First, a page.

Technosphere inhaled insulin (Afrezza (insulin human) inhalation powder, MannKind Corporation, Valencia, California, USA) is a dry powder formulation of recombinant human insulin for inhalation, via the Gen2 inhaler device, in patients with diabetes. Technosphere inhaled insulin consists of Technosphere powder (microparticles of fumaryl diketopiperazine (FDKP)) to which insulin is adsorbed. When the microparticles are exposed to physiological pH in the deep lung after inhalation of Technosphere inhaled insulin, they rapidly dissolve, allowing insulin and FDKP to be absorbed rapidly into the blood. FDKP is biologically inactive and is excreted unchanged in the urine; FDKP and insulin, delivered as Technosphere inhaled insulin, have a terminal clearance half-life from the lung of ∼1 hour.1 ,2

After subcutaneous injection, regular human insulin has a time to maximum concentration of 80–120 min and a duration of action of 5–8 hours. Rapid-acting insulin analogs (eg, insulin aspart and insulin lispro) have a time to maximum concentration of around 50–120 min, and a duration of action of 3–5 hours.3–6 Technosphere inhaled insulin, however, has a shorter time to maximum concentration of 12–17 min as well as a shorter duration of action of ∼2–3 hours.7 The faster absorption and shorter duration of Technosphere inhaled insulin is closer to the physiological release of mealtime insulin boluses, and provides the potential for faster glucose-lowering onset, improved postprandial glucose control, reduced hypoglycemia, and less weight gain, resulting from reduced lag time and less likelihood of overinsulinization.8 Furthermore, Technosphere inhaled insulin use avoids the inconvenience associated with subcutaneous injections and might be helpful for insulin requiring individuals with ‘injection or needle phobia’.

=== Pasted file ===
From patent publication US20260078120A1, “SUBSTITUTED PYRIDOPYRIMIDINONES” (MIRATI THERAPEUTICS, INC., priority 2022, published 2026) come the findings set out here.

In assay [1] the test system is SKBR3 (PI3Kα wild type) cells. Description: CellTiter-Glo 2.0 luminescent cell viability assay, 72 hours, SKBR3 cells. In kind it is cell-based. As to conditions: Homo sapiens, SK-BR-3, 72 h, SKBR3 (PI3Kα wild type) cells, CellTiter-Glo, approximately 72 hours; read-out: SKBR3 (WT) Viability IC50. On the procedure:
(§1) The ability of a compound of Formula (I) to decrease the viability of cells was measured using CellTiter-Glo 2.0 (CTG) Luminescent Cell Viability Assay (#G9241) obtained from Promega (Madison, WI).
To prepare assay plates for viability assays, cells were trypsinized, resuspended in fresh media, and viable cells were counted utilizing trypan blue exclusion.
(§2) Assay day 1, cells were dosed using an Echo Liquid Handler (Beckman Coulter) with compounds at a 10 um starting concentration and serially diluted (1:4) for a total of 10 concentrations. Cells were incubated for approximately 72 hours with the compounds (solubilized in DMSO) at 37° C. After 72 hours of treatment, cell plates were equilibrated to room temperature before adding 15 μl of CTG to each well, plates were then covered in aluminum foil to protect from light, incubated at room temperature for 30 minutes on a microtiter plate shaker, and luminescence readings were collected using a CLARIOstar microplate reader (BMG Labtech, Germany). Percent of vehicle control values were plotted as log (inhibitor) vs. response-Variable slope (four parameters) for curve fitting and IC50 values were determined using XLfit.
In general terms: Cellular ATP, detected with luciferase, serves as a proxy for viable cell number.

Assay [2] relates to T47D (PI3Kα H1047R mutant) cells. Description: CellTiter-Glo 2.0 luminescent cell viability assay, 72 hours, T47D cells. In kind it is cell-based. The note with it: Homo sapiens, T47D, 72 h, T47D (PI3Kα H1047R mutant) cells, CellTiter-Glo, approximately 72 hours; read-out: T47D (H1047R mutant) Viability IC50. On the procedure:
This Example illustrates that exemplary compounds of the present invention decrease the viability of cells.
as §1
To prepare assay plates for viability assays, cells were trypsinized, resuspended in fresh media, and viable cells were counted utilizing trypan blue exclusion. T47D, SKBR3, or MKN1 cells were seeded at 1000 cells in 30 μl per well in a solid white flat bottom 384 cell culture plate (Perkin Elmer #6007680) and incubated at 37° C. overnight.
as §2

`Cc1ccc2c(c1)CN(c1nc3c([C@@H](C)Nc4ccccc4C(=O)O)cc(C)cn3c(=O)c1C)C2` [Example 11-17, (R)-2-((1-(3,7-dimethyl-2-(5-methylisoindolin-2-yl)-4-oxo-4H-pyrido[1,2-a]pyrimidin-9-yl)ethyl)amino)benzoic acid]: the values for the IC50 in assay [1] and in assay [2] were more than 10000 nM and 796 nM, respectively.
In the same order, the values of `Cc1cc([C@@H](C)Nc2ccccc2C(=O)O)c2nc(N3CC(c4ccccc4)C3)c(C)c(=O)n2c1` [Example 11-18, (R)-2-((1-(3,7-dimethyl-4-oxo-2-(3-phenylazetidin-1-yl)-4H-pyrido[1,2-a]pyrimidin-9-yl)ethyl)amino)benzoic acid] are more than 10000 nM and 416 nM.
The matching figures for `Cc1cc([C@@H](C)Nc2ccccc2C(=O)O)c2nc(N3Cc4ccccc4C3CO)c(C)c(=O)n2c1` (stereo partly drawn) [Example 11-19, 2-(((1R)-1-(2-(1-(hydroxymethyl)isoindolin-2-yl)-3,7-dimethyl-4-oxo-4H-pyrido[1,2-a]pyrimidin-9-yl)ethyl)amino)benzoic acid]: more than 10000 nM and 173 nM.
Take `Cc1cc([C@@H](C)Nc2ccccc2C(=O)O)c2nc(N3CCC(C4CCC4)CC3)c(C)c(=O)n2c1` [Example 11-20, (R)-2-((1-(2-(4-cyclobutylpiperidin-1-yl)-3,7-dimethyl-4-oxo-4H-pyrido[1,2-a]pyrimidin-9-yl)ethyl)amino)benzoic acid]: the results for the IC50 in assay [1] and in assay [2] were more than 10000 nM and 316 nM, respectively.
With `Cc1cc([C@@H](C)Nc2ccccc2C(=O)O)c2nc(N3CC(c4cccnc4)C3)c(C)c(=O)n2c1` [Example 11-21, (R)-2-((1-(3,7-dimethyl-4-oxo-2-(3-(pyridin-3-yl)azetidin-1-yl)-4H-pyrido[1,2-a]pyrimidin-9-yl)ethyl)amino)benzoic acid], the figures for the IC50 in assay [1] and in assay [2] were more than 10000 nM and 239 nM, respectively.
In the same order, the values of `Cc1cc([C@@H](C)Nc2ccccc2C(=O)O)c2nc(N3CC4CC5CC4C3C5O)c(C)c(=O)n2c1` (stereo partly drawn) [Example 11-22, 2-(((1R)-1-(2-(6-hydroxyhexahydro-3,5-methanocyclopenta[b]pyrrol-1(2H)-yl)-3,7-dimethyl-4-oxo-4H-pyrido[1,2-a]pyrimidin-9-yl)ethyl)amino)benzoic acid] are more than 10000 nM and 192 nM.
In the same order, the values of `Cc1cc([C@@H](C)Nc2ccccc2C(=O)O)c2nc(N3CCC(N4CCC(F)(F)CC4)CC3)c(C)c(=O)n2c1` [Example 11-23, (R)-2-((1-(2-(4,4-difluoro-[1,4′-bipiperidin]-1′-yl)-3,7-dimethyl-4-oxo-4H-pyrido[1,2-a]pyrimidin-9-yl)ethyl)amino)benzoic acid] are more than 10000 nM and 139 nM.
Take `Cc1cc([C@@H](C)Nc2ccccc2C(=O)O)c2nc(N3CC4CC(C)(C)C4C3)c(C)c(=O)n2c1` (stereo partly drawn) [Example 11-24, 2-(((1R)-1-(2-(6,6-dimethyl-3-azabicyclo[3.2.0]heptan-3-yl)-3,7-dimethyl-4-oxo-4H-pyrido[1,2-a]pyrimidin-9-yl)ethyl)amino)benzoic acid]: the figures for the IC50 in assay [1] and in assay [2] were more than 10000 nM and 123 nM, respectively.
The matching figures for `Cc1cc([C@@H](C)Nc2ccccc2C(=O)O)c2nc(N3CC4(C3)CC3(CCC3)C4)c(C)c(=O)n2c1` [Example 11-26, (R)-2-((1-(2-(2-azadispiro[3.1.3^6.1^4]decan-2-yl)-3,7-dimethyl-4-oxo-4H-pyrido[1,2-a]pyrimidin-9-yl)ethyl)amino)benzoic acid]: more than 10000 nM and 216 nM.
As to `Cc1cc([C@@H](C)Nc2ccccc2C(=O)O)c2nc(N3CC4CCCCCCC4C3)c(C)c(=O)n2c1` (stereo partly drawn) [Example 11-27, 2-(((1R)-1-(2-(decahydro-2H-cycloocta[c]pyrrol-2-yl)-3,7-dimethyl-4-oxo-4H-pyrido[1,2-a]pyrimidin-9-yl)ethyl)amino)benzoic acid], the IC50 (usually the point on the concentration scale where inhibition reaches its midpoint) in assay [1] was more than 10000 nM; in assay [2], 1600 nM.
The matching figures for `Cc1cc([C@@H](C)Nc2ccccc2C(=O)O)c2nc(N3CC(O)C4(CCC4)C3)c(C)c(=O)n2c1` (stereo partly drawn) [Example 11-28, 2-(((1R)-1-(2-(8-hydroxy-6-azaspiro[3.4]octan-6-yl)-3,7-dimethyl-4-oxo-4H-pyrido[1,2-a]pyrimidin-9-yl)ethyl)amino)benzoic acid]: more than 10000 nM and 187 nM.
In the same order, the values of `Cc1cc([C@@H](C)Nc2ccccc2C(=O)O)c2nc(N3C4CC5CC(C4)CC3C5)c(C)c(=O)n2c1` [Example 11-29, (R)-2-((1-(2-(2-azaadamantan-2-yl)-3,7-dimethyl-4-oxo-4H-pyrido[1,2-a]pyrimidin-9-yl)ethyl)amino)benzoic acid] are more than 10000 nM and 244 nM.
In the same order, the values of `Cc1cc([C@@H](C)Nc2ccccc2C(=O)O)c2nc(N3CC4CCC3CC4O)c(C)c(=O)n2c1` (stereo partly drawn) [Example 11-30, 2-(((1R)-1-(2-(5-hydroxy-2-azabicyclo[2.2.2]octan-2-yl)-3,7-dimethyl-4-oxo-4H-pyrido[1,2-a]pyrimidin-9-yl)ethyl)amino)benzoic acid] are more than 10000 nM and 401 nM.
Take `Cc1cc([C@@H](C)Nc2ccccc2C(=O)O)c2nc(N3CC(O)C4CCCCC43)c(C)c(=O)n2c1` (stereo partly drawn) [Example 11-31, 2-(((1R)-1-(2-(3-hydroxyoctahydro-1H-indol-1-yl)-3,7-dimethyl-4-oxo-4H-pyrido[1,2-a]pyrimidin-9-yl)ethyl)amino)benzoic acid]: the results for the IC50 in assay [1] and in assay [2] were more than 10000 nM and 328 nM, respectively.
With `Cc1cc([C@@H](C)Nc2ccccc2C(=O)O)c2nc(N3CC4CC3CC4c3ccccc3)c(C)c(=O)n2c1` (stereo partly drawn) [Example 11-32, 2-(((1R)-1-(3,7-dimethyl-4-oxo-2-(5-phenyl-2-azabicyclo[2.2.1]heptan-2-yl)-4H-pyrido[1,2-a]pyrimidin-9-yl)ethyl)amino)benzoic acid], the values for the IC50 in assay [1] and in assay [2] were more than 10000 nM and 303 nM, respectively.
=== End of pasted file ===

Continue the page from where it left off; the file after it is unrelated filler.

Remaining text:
In a 2-year, phase 3 clinical study comparing Technosphere inhaled insulin with subcutaneous injection of rapid-acting insulin analogs in patients with type 1 or type 2 diabetes, a gradual decrease in lung function was observed in the treatment groups. Differential changes in lung function associated with Technosphere inhaled insulin were small: ∼1% reduction in forced expiratory volume in 1 s, ∼1% reduction in forced vital capacity, and ∼2% reduction in diffusing capacity of the lung for carbon monoxide. All of these changes occurred early after treatment initiation, were non-progressive, resolved rapidly after discontinuation of Technosphere inhaled insulin, and are considered not to be clinically meaningful.6 On the other hand, acute bronchospasm has been observed in patients with asthma and chronic obstructive pulmonary disease. Technosphere inhaled insulin has a black box warning contraindication in patients with chronic lung disease.9

Uncomplicated, acute upper respiratory tract infections (URTIs; eg, common colds) are the most common infectious illness in the general population, represent the most frequent acute diagnosis in the primary care setting, and occur in adults 2–4 times per year with symptoms persisting up to 7–10 days.10 URTIs are expected to occur in patients with diabetes at a similar frequency to the general population.11 Given the inhaled method of administration of Technosphere inhaled insulin, it is clinically relevant for healthcare providers to know whether a URTI may have an effect on the glucose-lowering properties of Technosphere inhaled insulin and thus impact on glycemic control; that is, is there an increased risk of hypoglycemic or hyperglycemic events when using this product? In fact, inquiries relating to the effect of URTIs on insulin therapy with inhalation of Technosphere inhaled insulin are among the most frequent questions healthcare providers ask the manufacturer.